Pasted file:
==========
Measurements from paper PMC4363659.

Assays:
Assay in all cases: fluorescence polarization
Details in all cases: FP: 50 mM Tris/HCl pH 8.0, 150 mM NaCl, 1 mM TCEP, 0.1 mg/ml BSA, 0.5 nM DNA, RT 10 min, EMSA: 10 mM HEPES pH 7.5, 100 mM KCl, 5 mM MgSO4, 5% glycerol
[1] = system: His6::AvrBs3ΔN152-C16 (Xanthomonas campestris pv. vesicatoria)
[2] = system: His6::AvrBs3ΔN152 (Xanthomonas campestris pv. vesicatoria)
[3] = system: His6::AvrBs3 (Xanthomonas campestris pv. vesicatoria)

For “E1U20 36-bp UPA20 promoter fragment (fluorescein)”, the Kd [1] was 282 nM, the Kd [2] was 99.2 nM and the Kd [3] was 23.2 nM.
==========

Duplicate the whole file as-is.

Measurements from paper PMC4363659.

Assays:
Assay in all cases: fluorescence polarization
Details in all cases: FP: 50 mM Tris/HCl pH 8.0, 150 mM NaCl, 1 mM TCEP, 0.1 mg/ml BSA, 0.5 nM DNA, RT 10 min, EMSA: 10 mM HEPES pH 7.5, 100 mM KCl, 5 mM MgSO4, 5% glycerol
[1] = system: His6::AvrBs3ΔN152-C16 (Xanthomonas campestris pv. vesicatoria)
[2] = system: His6::AvrBs3ΔN152 (Xanthomonas campestris pv. vesicatoria)
[3] = system: His6::AvrBs3 (Xanthomonas campestris pv. vesicatoria)

For “E1U20 36-bp UPA20 promoter fragment (fluorescein)”, the Kd [1] was 282 nM, the Kd [2] was 99.2 nM and the Kd [3] was 23.2 nM.